Mathematics Programmes of Study: INSET for Key Stages One Two, Three and Four
These resources from the National Curriculum Council were published in 1991 following the recently introduced National Curriculum. They were designed to help schools in their own INSET programmes, and were written with local or departmental groups of teachers in mind. The introduction of the National Curriculum posed many questions for schools as they started to come to terms with the need to review not only their schemes of work but their whole approach to teaching and learning. Schools could match their choice of material from the pack to their own needs and priorities. It was seen as a long-term resource as reviewing a mathematics scheme of work for a year-group or for a whole key stage could not be done in a hurry.
Section A: planning
Different approaches to teaching mathematics open this section. Other issues covering curriculum planning, classroom practice and subject content flow from that first section. 'Improving classroom activities' in both folders centres on ways of taking a task and demonstrating how it could be modified to include cross-curricular themes, use of computers, practical work and offering opportunities for students to develop a wide range of mathematical skills, processes and strategies, personal qualities and attitudes.
Section B: using and applying mathematics
The National Curriculum emphasised that students should use functions such as number, algebra and shape in practical tasks. This section begins with an activity which involves designing, making and manipulating three-dimensional models, before giving some ideas for the following classroom activities:
• Inventing nets for boxes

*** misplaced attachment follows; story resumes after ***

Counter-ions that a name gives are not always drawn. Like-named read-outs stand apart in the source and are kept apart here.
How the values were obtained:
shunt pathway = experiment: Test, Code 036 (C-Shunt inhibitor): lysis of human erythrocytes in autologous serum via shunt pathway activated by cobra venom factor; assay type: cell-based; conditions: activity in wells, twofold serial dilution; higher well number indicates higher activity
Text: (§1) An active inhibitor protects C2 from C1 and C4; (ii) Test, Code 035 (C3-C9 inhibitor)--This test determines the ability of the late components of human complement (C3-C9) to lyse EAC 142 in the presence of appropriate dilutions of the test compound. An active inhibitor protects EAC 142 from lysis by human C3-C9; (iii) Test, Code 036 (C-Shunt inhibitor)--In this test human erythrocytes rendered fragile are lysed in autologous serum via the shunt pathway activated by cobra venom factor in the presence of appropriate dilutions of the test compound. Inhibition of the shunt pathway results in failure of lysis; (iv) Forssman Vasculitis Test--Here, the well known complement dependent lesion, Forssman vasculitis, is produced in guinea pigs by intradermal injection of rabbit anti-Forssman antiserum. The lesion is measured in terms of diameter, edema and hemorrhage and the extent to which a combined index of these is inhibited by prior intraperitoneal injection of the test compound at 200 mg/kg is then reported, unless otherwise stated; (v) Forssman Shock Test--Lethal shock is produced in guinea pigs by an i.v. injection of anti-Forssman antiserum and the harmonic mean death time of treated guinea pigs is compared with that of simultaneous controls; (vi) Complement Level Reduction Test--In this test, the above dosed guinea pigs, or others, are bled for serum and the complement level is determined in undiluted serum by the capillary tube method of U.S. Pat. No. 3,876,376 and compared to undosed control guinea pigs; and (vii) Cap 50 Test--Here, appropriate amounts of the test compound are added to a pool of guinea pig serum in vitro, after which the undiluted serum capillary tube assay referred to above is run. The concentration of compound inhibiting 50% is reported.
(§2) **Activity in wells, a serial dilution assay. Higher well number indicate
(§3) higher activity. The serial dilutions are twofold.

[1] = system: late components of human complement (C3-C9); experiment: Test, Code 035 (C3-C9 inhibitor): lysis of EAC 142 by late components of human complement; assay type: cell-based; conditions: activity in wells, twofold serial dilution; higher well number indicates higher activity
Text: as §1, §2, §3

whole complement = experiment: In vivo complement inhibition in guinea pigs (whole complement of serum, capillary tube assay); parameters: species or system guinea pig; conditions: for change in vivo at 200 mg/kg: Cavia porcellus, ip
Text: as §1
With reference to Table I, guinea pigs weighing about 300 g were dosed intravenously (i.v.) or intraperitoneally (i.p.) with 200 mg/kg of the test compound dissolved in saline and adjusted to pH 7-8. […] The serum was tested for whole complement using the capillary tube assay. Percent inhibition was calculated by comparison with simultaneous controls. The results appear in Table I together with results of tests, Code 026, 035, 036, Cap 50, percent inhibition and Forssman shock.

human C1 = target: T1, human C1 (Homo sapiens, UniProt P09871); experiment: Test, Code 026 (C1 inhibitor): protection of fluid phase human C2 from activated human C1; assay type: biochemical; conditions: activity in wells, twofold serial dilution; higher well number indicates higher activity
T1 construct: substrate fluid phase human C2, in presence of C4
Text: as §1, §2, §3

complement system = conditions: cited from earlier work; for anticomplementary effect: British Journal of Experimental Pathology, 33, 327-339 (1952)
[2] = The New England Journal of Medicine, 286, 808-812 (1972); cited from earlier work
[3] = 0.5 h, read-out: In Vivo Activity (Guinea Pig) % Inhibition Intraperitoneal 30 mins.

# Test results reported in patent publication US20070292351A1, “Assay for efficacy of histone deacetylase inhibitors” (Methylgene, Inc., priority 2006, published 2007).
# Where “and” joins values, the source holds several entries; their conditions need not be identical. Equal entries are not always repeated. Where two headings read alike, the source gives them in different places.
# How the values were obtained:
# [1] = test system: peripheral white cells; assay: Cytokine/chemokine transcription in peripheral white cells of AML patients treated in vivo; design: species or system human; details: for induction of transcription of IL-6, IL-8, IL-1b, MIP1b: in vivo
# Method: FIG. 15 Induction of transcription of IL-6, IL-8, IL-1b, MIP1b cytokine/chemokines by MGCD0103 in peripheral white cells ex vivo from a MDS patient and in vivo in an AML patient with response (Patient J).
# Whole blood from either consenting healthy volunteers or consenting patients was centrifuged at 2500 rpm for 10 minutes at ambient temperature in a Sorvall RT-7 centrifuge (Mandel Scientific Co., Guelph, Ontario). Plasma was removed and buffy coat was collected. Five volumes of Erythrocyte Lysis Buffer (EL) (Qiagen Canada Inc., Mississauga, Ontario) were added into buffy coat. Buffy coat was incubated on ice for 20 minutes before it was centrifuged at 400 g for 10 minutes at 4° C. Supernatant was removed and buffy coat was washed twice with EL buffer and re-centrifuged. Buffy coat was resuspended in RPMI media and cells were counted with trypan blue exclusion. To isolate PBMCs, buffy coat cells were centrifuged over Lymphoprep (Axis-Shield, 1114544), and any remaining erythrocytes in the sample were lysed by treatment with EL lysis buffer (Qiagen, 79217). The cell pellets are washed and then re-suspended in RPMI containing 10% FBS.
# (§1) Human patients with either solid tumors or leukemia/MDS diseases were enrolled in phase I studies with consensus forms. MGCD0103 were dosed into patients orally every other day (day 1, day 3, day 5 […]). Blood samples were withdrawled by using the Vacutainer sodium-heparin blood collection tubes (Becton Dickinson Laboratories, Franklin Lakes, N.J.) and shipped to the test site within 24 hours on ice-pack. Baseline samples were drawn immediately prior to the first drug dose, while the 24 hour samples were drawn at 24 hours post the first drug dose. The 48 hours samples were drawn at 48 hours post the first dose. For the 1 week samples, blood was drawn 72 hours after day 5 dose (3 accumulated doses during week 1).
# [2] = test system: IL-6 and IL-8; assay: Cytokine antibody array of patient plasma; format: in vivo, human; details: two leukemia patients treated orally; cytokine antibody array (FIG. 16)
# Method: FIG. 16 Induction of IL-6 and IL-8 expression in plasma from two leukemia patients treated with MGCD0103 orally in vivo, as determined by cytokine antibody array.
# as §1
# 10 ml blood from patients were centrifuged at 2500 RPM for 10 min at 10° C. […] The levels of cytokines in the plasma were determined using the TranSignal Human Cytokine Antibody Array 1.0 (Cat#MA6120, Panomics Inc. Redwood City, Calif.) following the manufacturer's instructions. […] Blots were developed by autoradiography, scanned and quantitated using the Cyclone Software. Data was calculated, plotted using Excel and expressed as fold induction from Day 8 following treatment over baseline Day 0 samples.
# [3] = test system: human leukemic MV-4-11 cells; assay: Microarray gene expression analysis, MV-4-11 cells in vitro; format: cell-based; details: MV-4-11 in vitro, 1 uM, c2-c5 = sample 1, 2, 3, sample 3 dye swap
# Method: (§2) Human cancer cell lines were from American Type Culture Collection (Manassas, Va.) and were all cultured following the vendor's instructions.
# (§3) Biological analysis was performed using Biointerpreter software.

• Investigating Linkages
• Picture framing
• Paying a bill
• Direct number game (Key Stages Three and Four)
• Designing a paper plane (with examples of students’ work)
Section C: communication in the classroom
This section shows the importance of listening to students, and the necessity of creating an atmosphere in the classroom where problems are detected and discussed in a supportive, non-threatening way. The activities include a role-playing exercise designed to promote thinking about the difficulties of diagnosing errors and misconceptions, playing games to stimulate discussion and to put forward hypotheses, collaborative activities involving interpreting and communicating information through the means of data relating to drinking and driving.
Further sections, with classroom activities, were added in 1993 covering:
Number: The number system, methods of calculation, ideas for developing fractions and decimals.
Algebra: symbolic representation, function machines, graphing and pattern, linking algebra and shapes.
Shape and space: rotational symmetry, angels, transformations, tessellations and decision mathematics using flow charts.
Handling data: decision tree diagrams, graphical representation, spreadsheets and probability.
HEALTH and SAFETY
Any use of a resource that includes a practical activity must include a risk assessment. Please note that collections may contain ARCHIVE resources, which were developed at a much earlier date. Since that time there have been significant changes in the rules and guidance affecting laboratory practical work. Further information is provided in our Health and Safety guidance.